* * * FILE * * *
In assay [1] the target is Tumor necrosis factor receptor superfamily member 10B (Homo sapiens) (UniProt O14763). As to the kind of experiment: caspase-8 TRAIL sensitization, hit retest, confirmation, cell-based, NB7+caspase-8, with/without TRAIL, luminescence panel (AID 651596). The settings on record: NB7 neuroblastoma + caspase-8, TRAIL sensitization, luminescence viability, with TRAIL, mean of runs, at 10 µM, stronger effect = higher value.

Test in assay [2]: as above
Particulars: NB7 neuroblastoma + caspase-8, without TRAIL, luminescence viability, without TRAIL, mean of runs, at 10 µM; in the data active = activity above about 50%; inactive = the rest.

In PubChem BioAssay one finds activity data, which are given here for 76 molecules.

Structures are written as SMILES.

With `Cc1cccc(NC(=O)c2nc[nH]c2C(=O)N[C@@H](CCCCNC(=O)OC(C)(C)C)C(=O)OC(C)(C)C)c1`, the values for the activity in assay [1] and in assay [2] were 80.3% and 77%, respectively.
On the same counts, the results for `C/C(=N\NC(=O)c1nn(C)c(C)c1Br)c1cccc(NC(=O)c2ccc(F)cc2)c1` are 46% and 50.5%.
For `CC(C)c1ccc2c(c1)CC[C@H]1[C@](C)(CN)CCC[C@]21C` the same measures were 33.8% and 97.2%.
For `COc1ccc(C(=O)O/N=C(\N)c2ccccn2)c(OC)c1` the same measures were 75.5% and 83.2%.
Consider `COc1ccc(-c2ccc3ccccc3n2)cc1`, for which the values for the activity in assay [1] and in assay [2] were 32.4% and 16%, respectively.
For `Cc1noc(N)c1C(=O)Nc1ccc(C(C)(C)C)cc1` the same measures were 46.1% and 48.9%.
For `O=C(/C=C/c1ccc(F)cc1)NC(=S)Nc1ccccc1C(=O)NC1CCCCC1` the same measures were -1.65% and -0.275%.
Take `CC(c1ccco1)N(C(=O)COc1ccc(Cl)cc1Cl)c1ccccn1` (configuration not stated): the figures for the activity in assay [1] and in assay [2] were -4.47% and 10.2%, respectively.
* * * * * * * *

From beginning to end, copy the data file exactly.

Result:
In assay [1] the target is Tumor necrosis factor receptor superfamily member 10B (Homo sapiens) (UniProt O14763). As to the kind of experiment: caspase-8 TRAIL sensitization, hit retest, confirmation, cell-based, NB7+caspase-8, with/without TRAIL, luminescence panel (AID 651596). The settings on record: NB7 neuroblastoma + caspase-8, TRAIL sensitization, luminescence viability, with TRAIL, mean of runs, at 10 µM, stronger effect = higher value.

Test in assay [2]: as above
Particulars: NB7 neuroblastoma + caspase-8, without TRAIL, luminescence viability, without TRAIL, mean of runs, at 10 µM; in the data active = activity above about 50%; inactive = the rest.

In PubChem BioAssay one finds activity data, which are given here for 76 molecules.

Structures are written as SMILES.

With `Cc1cccc(NC(=O)c2nc[nH]c2C(=O)N[C@@H](CCCCNC(=O)OC(C)(C)C)C(=O)OC(C)(C)C)c1`, the values for the activity in assay [1] and in assay [2] were 80.3% and 77%, respectively.
On the same counts, the results for `C/C(=N\NC(=O)c1nn(C)c(C)c1Br)c1cccc(NC(=O)c2ccc(F)cc2)c1` are 46% and 50.5%.
For `CC(C)c1ccc2c(c1)CC[C@H]1[C@](C)(CN)CCC[C@]21C` the same measures were 33.8% and 97.2%.
For `COc1ccc(C(=O)O/N=C(\N)c2ccccn2)c(OC)c1` the same measures were 75.5% and 83.2%.
Consider `COc1ccc(-c2ccc3ccccc3n2)cc1`, for which the values for the activity in assay [1] and in assay [2] were 32.4% and 16%, respectively.
For `Cc1noc(N)c1C(=O)Nc1ccc(C(C)(C)C)cc1` the same measures were 46.1% and 48.9%.
For `O=C(/C=C/c1ccc(F)cc1)NC(=S)Nc1ccccc1C(=O)NC1CCCCC1` the same measures were -1.65% and -0.275%.
Take `CC(c1ccco1)N(C(=O)COc1ccc(Cl)cc1Cl)c1ccccn1` (configuration not stated): the figures for the activity in assay [1] and in assay [2] were -4.47% and 10.2%, respectively.